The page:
and like i said, people did use it extensively in this century, i was just saying there were some who still refused to do it.
and yes, it makes you out of tune. that might be why you dont tune your instrument while doing with vibrato. sure, it sounds like we’re not out of tune when we do it, but you are. but you fluctuate so much from being in and out of tune that it seems like you are in tune because the note that you keep going back to is in tune. it is much easier to have a solid tone with vibrato on the flute than it is to without vibrato.
The ear hears the highest pitch in a note with vibrato as being the part it considers in intonation, so if you do vibrato on flute you often need to roll out a bit - this may be why you think it makes notes out of tune. Most musicians don’t notice themselves make this adjustment. You didn’t look up Quantz (and you probably don’t know about any other Baroque treatises on wind playing), so I’m not going to elaborate further on the general usage of vibrato on flute apart from saying simply that you’re wrong. I’d also strongly suggest listening to old recordings again, but I’m not sure you’ll bother.
i did say the ear hears it in tune. though technically it is not in tune.
in fact, i have quantz’s treatise on flute playing on my list of books to buy on amazon, but i do not have the money, and it has been there for a long time.
and perhaps you misunderstood me. the people saying no vibrato in this century were the minority. unless i am wrong, vibrato was not as pervasive before the 1850s as it is now. it was definately a technique, used by all flutists, but i do not believe it was used almost 100% of the time as it is now. especially in england. in france and germany, i do not know.
i have read boehm’s treatise on the flute, and i do not remember vibrato being mentioned, in any form. if you know of when he did mention it, please point it out to me. although i have used his discussion on trills to influence my vibrato technique. and i will concede just cuz he mentioned dozens of minute techniques and not vibrato does not mean he didnt use it, if in fact he did not mention it. however, to boehm, tone was of utmost importance, in teaching, playing, and of course why he reconstructed the flute.
check out this from
In his Musica instrumentalis deudch (1528), Agricola lists "trembling breath" as a "special grace." Praetorius (1619) discusses vibrato created by diaphragm action. Mersenne (1636) talks of "certain tremolos which intoxicate the soul" and specifies that organ tremolo has a frequency of four vibrations per second, which he suggests as a model for wind players. Hotteterre, in his Principes de la Flute (1707), discusses a finger vibrato, called a flattement, which also appears in the methods of Corrette (about 1735) and Mahaut (1759). Quantz’s Versuch (1752) discusses a messa di voce, a swelling and diminishing of volume within a single note, produced by a finger flattement on the nearest open hole. (Because this procedure also lowers the pitch, Quantz advised flutists to compensate with the embouchure.) Delusse (about 1761) speaks of a breath vibrato, used in imitation of the organ tremulant, as a measured expression of "solemnity and terror." And Tromlitz (1791) discusses the Bebung, a finger vibrato. Agricola (…) also writes that one should play with vibrato: ‘If you want to have a fundament, learn to pipe with trembling breath, for it greatly embellishes the melody’. Now, Boehm is a special case - he’s a little blip in the 19th century, when flute players were struggling with how to blend orchestral textures. No vibrato didn’t really ever catch on.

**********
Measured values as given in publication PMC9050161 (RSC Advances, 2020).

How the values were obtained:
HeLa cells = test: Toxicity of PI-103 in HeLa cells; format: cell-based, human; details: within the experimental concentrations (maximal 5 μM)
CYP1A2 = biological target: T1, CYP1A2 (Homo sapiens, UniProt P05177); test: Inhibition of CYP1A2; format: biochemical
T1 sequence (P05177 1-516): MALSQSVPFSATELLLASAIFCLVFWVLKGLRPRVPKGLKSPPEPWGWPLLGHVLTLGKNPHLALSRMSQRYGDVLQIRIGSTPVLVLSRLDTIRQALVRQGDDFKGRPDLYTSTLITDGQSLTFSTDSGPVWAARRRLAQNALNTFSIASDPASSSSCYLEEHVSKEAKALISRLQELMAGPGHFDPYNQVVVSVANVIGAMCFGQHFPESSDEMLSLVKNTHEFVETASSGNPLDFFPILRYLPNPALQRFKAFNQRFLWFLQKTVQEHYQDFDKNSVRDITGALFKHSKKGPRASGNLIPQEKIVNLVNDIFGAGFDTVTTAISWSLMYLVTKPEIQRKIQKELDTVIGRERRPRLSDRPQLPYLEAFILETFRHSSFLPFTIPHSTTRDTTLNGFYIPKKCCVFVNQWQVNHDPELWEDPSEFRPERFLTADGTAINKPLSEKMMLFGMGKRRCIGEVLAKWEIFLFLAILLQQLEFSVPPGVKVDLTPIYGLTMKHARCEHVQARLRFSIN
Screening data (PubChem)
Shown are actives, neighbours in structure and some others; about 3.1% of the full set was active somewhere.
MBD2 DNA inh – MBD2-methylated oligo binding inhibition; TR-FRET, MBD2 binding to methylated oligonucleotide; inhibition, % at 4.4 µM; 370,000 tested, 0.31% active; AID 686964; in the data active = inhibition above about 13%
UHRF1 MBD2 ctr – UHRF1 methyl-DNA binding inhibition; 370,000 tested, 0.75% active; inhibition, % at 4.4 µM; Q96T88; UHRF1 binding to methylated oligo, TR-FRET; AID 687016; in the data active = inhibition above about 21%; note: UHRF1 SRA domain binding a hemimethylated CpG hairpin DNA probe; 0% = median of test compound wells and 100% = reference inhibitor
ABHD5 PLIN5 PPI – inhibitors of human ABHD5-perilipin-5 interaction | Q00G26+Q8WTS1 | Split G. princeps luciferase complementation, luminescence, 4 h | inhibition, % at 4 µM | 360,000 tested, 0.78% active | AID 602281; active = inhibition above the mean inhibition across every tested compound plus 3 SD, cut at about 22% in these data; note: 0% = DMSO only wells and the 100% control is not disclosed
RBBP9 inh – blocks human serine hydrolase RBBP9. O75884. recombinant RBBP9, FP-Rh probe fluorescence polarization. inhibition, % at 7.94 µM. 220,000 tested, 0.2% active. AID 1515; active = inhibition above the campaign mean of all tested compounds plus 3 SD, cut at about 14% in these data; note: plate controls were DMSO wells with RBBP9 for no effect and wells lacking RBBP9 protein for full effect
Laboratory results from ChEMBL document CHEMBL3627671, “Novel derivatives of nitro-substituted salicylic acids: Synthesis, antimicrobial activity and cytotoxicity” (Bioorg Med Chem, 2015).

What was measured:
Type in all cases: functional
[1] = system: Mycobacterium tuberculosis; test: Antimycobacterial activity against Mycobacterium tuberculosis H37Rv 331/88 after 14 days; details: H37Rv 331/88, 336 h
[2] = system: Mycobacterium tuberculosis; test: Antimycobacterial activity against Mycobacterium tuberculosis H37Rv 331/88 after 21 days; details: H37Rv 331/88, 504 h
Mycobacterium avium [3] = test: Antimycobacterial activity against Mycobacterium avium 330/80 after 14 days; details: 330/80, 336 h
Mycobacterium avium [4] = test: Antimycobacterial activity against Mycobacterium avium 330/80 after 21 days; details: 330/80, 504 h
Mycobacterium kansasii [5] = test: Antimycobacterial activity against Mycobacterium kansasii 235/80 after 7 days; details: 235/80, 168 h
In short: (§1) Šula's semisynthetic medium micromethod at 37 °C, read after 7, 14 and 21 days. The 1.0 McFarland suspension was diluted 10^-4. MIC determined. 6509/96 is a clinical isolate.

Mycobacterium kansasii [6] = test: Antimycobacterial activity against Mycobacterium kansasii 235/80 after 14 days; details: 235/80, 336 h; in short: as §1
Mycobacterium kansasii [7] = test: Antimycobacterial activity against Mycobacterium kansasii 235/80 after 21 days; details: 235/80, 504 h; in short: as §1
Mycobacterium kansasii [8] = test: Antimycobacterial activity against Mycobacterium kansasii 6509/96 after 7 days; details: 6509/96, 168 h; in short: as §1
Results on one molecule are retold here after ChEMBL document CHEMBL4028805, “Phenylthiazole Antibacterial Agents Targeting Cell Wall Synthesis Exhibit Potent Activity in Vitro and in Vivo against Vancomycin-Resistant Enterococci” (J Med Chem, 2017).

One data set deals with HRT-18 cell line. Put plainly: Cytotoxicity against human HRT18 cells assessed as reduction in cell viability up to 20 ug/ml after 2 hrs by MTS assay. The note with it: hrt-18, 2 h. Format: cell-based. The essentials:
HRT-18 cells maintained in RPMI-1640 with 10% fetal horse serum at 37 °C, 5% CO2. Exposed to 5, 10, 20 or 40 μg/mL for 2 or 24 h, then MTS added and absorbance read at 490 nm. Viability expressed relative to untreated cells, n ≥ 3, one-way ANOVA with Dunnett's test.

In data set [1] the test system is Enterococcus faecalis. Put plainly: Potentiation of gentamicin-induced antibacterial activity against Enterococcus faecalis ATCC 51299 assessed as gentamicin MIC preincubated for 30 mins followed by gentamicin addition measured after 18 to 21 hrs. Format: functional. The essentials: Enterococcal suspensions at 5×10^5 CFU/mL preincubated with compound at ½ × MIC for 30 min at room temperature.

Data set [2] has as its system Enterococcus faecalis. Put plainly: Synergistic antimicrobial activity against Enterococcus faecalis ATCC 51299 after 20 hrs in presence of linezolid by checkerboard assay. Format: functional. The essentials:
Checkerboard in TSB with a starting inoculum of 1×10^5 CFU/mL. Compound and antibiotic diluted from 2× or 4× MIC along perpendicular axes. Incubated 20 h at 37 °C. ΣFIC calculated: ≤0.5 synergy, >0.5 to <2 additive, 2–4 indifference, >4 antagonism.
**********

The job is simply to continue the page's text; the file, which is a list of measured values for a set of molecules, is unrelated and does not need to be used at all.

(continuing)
Remember the Agricola document is from 1528. Enough?
quite. so, i have a question. most of that, but not all, refers to finger vibrato, which i believe i did mention, and if i did not, sorry. and then, i am under the general impression that in all but one or 2 of those cases, they say that is an ornament, and not a rule. i am NOT trying to prove my point, i am just trying to understand.
if i was saying that it did not exist, i did not mean to! i meant to say that it was a "special grace" until the mid 18th century. i think i come off as over zealous sometimes…. a long history of finger vibrato i was aware of, but not of breathe vibrato. thank you for the research!